KUALA LUMPUR (Aug 15): While lauding the government’s efforts in strengthening the background check on the applicants of the Malaysia My Second Home (MM2H) programme, The International Real Estate Federation (FIABCI) Malaysian Chapter also urged the government to review some of the conditions that might dampened foreigners’ interest in coming to Malaysia.
FIABCI Malaysia president Datuk Sri Koe Peng Kang said that the main objective of MM2H is to provide sufficient competitive incentives aided by security measures to attract the right group of applicants to assist the country in its economic growth.
“As such, the guidelines imposed must be balanced in terms of security and economic considerations. Hence, we would hope the government will revisit the latest conditions set because they may not be as competitive, and they may not be targeting the right segment of the MM2H market,” Koe said in a statement.
On Aug 11, the government announced the MM2H programme will resume online in October with 10 stricter criteria such as an increase of compulsory fixed deposits in local banks from RM150,000 to RM300,000 RM1 million, offshore monthly income increases to RM40,000 from RM10,000, the declaration of RM1.5 million instead of the previous RM500,000 liquid assets, as well as a minimum stay period of 90 days cumulative per year, which are usually terms required for Permanent Residency or Green Card applicants in other countries, under a social visa pass.
Lowering qualifying income
In view of the government’s efforts in attracting retirees who are looking for a second home, Koe suggested lowering some requirements, such as the monthly income as this huge group of applicants aspires to have a better quality of living when they retire.
“We would like to suggest lowering the qualifying income to RM 15,000-RM20,000 per month for those between the age of 35 to 49, who are most likely to have school-going children and this will help boost the demand for education institutions.
“If we target only the rich and famous, then we may consider a higher income bracket, but unfortunately, we are not in the position to target this group of people,” Koe noted. He is also S P Setia senior executive vice-president.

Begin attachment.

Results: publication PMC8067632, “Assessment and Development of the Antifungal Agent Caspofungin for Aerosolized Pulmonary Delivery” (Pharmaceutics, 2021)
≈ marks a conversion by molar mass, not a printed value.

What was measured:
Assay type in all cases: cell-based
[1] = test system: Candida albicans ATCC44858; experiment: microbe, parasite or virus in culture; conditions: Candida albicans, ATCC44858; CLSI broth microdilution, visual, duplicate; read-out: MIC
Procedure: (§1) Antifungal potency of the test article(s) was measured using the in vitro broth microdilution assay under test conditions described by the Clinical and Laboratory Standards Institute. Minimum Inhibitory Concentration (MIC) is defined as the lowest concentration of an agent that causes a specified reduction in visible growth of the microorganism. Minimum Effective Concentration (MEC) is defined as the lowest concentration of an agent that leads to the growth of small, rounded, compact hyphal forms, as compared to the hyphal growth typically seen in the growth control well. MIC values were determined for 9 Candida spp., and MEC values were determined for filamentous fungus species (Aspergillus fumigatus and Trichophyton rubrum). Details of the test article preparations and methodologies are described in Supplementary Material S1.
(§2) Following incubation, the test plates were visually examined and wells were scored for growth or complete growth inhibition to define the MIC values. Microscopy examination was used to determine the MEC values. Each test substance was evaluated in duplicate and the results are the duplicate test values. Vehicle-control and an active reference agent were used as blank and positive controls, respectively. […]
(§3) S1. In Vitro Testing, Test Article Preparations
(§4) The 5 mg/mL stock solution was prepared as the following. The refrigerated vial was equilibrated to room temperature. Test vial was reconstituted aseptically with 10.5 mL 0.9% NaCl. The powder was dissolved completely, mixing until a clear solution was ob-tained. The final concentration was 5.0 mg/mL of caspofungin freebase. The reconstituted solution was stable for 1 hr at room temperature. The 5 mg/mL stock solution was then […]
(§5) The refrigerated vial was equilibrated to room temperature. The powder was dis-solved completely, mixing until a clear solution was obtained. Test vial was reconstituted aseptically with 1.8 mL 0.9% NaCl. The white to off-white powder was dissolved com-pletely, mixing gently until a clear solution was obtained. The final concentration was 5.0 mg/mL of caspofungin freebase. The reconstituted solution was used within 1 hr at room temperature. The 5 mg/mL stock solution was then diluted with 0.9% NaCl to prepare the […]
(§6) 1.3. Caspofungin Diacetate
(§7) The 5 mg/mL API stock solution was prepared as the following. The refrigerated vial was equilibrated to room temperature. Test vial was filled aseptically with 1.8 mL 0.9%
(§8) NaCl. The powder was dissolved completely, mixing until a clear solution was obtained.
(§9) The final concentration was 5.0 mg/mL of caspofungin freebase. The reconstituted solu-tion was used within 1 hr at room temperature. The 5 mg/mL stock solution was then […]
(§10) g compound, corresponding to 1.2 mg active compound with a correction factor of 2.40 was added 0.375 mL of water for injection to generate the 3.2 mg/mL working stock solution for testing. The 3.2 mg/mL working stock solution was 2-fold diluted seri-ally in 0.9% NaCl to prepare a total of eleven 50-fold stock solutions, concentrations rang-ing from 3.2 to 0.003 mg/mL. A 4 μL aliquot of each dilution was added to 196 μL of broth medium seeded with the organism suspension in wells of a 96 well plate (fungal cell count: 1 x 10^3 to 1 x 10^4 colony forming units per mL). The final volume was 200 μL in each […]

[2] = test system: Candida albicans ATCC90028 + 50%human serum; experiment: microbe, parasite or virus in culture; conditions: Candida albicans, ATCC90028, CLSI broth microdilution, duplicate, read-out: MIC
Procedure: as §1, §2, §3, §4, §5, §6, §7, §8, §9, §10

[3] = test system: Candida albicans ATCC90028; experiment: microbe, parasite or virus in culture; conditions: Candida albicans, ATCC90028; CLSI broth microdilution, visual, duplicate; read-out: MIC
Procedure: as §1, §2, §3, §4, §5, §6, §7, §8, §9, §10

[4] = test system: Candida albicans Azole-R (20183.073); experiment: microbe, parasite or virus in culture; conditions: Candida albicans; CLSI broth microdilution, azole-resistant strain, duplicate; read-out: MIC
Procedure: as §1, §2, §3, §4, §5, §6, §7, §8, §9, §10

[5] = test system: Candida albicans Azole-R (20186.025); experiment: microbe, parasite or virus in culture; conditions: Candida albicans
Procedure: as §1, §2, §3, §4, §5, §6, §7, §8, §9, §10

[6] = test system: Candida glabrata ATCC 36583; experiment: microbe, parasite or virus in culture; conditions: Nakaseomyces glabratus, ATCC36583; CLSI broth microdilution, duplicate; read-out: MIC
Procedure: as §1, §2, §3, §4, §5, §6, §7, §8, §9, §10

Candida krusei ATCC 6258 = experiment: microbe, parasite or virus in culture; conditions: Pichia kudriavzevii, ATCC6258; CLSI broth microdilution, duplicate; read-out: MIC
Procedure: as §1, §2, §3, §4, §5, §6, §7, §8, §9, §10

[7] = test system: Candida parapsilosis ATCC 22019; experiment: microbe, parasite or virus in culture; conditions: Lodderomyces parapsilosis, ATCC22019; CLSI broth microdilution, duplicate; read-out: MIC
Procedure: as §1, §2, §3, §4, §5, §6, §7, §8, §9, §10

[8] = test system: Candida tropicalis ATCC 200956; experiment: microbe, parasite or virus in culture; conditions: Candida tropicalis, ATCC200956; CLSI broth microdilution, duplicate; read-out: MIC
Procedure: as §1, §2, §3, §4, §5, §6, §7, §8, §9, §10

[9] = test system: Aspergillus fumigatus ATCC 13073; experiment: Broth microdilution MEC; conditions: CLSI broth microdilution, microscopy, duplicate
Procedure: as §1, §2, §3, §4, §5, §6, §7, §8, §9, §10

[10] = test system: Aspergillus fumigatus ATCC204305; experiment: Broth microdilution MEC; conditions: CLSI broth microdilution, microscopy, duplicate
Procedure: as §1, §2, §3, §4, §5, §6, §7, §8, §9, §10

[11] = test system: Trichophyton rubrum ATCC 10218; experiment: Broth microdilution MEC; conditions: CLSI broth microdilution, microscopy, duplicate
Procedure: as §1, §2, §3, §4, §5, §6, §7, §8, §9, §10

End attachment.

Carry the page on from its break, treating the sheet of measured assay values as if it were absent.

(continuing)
Meanwhile, as for the fixed deposit requirement, Koe reminds to take cognisant of the market recovery phases for various countries that we are targeting for this programme, the government may want to consider to impose only RM350,000 as the fixed deposit for applicants between the age of 35 to 49 years old who for many who would be bringing their children here for education.
“If the program is designed for a variety of countries, we probably need to make adjustments to the requirements due to income disparity. At the end of the day, we want to attract good law-abiding applicants at global scales,” he explained.
On the other hand, Koe in the opinion that the declaration of RM1.5 million instead of the previous RM500,000k of liquid assets would be a challenging criterion given the post-pandemic economic recovery for many.
“While the intention to narrow down the quality applicants is welcome, we would suggest a possibly better win-win solution where the government will consider only RM1 million of liquid assets and RM500,000 of fixed assets instead,” he shared.
Besides, Koe said that the new rulings are inhumane to demand the existing MM2H holders to seek and strengthen their finances significantly on such a short notice. Hence, the authorities must weigh the impact of the new rulings on the current law-abiding second home citizens before it is being gazetted.
“It would only be honourably fair to instead include a “grandfather clause” in the new rulings whereby the old rule continues to apply to some existing holders while the new rule will apply to all future cases.
“While we do support and welcome the government’s intention to enhance the program for a better Malaysia, the sudden huge increment may prove to be too much at this moment and is beyond our expectations. It is not an easy target market to start with, it would be very challenging for the Malaysia PEMULIHAN program as the stringent criterion would lead to minimal applications and a large drop in investors’ interest,” Koe concluded.
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